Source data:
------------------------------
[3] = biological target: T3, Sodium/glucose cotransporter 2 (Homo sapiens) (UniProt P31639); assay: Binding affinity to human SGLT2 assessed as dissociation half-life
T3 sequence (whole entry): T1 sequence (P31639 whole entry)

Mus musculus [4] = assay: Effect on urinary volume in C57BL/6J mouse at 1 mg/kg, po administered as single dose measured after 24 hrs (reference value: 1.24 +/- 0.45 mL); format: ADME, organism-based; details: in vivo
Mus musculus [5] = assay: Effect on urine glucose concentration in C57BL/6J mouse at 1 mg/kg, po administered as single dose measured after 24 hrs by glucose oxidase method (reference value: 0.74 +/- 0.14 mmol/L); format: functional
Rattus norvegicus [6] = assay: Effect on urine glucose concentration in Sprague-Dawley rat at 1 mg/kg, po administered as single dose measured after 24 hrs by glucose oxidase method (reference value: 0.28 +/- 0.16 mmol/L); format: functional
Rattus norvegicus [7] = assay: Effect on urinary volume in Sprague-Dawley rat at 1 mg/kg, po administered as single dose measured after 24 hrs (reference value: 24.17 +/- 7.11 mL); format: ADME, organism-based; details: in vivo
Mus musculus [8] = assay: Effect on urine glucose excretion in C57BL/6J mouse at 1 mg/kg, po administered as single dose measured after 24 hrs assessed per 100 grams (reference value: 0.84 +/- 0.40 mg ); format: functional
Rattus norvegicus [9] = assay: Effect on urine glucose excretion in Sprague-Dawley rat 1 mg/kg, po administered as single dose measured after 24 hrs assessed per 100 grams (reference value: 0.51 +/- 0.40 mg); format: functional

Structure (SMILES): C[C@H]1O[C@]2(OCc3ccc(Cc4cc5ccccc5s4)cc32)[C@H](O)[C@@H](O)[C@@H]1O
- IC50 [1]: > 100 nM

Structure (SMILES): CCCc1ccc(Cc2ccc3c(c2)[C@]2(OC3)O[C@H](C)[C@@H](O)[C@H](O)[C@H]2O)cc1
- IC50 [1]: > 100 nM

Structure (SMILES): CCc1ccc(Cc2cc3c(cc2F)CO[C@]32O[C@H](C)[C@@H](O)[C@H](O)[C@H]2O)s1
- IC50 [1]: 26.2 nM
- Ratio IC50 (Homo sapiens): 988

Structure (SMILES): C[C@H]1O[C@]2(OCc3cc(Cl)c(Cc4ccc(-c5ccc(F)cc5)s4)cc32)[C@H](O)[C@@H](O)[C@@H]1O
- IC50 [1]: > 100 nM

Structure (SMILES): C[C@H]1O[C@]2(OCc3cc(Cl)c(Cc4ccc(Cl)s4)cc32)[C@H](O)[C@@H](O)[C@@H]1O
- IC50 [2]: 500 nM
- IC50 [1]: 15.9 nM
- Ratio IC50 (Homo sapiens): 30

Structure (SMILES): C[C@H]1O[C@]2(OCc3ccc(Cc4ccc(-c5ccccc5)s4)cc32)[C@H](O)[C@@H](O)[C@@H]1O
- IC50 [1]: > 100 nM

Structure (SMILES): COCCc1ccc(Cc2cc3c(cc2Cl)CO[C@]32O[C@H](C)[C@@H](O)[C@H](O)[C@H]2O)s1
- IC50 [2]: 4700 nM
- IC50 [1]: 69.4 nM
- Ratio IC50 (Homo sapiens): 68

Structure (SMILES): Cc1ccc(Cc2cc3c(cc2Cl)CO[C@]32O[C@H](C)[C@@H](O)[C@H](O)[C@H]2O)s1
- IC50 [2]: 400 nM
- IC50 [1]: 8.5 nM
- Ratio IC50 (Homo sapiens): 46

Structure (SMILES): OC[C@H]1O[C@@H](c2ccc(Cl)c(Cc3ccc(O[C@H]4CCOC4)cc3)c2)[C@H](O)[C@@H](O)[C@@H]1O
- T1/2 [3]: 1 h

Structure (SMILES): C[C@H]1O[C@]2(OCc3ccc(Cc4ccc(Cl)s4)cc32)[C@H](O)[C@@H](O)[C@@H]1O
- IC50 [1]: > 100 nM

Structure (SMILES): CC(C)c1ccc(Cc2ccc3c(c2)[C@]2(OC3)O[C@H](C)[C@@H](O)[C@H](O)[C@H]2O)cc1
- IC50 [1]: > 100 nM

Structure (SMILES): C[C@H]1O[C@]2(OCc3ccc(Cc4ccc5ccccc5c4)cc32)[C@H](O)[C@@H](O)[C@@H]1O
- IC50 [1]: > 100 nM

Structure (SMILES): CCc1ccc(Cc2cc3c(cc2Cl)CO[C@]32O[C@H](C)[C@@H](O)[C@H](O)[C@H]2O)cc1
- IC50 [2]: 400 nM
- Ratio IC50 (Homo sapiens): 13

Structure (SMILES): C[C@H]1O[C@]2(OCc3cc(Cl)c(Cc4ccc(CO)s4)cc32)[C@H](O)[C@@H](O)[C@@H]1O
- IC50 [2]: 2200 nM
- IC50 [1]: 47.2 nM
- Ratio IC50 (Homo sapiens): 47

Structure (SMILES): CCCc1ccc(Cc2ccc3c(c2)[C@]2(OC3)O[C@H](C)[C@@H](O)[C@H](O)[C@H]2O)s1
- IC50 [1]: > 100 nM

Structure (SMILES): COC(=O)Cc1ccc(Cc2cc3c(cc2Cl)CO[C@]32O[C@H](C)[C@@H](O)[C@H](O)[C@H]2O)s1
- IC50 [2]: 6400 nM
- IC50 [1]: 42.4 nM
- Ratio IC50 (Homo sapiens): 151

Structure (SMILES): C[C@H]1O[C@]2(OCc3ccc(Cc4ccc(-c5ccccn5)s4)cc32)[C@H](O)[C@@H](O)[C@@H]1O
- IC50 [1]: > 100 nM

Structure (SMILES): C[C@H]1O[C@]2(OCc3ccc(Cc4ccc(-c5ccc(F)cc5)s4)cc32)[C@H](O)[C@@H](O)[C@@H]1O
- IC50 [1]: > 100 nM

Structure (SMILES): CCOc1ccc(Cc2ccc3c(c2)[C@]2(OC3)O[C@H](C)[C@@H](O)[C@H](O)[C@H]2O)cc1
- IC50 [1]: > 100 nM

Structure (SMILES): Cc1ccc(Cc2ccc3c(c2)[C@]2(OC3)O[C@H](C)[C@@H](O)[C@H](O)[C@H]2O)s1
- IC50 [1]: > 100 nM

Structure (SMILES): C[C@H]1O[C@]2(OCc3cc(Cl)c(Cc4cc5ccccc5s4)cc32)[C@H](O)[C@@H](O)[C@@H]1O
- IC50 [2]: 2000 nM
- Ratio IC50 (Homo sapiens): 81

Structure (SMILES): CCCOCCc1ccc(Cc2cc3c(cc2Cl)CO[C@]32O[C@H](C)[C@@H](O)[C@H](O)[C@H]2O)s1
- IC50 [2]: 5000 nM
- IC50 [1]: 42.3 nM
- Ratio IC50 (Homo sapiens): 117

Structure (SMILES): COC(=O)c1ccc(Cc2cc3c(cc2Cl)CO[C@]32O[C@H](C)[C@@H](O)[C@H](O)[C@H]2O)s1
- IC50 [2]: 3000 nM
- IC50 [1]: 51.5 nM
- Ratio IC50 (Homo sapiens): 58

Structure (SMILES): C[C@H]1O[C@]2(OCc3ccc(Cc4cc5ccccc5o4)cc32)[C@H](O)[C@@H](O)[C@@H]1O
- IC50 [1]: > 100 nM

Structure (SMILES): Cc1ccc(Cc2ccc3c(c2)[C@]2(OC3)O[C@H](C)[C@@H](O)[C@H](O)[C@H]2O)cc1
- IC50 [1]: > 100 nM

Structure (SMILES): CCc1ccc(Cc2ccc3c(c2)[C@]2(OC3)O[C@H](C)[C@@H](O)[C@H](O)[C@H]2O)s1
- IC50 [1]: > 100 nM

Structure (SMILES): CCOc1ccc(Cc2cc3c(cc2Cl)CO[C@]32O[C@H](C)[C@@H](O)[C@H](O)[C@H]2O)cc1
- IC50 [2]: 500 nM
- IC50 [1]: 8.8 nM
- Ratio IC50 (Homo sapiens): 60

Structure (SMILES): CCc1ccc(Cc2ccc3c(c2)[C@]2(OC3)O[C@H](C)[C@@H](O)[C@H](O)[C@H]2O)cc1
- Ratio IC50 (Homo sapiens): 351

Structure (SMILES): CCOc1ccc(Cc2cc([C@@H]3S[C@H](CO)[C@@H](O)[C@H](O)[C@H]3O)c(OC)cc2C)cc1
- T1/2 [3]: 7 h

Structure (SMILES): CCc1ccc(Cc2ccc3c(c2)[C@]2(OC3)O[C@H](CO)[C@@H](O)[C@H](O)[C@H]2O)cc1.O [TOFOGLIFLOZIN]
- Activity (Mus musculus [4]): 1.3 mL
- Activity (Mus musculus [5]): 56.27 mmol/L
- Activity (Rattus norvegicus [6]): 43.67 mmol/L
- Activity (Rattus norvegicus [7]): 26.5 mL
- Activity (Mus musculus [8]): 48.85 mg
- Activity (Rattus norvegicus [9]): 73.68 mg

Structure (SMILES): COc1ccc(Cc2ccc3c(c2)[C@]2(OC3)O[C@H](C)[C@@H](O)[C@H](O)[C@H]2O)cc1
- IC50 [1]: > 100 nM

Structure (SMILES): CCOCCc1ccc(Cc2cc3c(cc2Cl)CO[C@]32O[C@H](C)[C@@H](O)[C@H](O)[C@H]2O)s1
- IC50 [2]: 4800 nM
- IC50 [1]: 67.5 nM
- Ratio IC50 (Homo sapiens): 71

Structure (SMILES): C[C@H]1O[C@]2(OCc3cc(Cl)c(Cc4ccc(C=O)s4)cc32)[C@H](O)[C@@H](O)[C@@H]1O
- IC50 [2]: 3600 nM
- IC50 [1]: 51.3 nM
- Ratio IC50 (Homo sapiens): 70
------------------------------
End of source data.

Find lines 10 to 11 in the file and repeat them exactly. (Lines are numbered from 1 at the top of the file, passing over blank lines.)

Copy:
- IC50 [1]: > 100 nM

Structure (SMILES): CCCc1ccc(Cc2ccc3c(c2)[C@]2(OC3)O[C@H](C)[C@@H](O)[C@H](O)[C@H]2O)cc1